Archie buck dem up
"DEY mus’ be real desperate,” I thought to myself when I heard what Mr Maharaj had said about Mr Archie, in particular, and Mr Panday about the judiciary, in general.
What kittens they must both having as they contemplate a judicial negation of Bill and Gypsy’s election victories, the language coming from them telling me that already they know the fight to have been lost but are determined to go down wailing and flailing.
Before now, of course, the UNC’s, that is to say the ruling administration’s strategy has clearly been to achieve delay more than anything else, it being writ large on the horizon that the Careless Two were going to cost the government not only two seats but the very government.
How Mr Panday and Mr Maharaj and whomsoever else must be steupsing and fretting in the privacy of their minds, harassed and harried by the thought that the election victory which have the wrought is about to be overturned by colossal carelessness both on the part of the principals themselves and the party they parrot they are so proud to serve.
What convolutions, certain that their chances of an electoral repeat have been niftily narrowed by, among other things, the very stances they have been forced to adopt because of the untenability of their legal position, are they now undergoing, each new course chosen carrying them closer to their undoing.
How head-hurtingly must the party’s mandarins now hear the political bells tolling, all these men come to office both now and before certain that they richer and therefore bound to be smarter than anybody else and now, look, jest so, out of the blue, out of nowhere comes this dual citizenship thing:
“ Bas, boy, look, is like cus’ we cus’!”
Look back at it. At every new stage, with each breaking issue, the administration finds itself more and more with its back against the wall so see here we are arrived at “Archie” and huge sections of the country are vocally against them, the peril in which the ruling party now finds itself nowhere more evidenced than in the rising up of the lawyers against the AG, the Criminal Bar, even as we speak, pushing fire at the Bar Association, Karl, its president having to choose between his sense of his own hubris and the high principles that is the profession’s propensity to, at least, espouse.
How, I ask you, could Mr Maharaj have believed even in the privacy of his own mind that Justice Archie’s failure to get a high house would put him on such a high horse that even as the country and the region looked carefully on, he would revenge himself by reneging on his oath, giving the government a six for a nine because them fellers ent gie me wha’ is mine.
How, going back to where we were earlier, could Mr Maharaj, in the particular and Mr Panday, in the general, not have been aware that the heat over Mayaro and Pointe-a-Pierre was going to so cook their electoral goose that all their shuntings and shiftings would be, and be seen as, just so much smoke?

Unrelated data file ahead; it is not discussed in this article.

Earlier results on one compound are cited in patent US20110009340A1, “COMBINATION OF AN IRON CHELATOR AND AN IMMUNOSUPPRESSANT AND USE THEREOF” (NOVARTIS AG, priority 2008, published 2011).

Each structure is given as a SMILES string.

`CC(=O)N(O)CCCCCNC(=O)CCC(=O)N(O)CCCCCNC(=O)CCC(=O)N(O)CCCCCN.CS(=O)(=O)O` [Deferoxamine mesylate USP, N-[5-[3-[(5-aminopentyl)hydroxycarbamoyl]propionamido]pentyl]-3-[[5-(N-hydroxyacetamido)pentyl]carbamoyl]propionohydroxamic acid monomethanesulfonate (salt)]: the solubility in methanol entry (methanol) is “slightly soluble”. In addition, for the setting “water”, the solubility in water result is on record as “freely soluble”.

And since they must have known, having, hopefully, been privately so advised here before us they have, having already been clutching at straws, resorted to a kind of vocal bludgeoning desperate enough in its nakedness to move a partisan to pity had he not, instead, been moved to anger at the way these men would trample on any and everything and worse, much worse than that, the better to secure their own political, financial and egotistical interests.
I cannot see how in time the “Archie” issue would not be seen at a turning point, a watershed in the drowning of this the rowdiest of all our regimes, Mr Maharaj’s own legal family noisily turning against him, the business class pulling away in horror (read the anguished language of their condemnation!) and as for the decisive proletariat, well, they now, if they had never known it before, the nature of ageing lion and his malicious cub, whatever the self-interests they think they now serve coming up hard against the disintegrating face they see.
I am reminded because of the accident of the judge’s name and the way that name is ever-so-suddenly, and at AG’s instigation at that, on people’s lips of an Antiguan calypso that swept through here many years ago. “Archie Buck Dem Up” it was and it hit this country like a hurricane.
Here now “Archie,” not so much in the judge himself but in what the issue on which he sat and the issues issuing from it represents, has hurled T&T to an even more troubling and trouble-some threshold. More so, mark you, for the would-be UNC stars as they and we discover how little they know of the ABC’s of administration.
Justice Ivor Archie's Judgement
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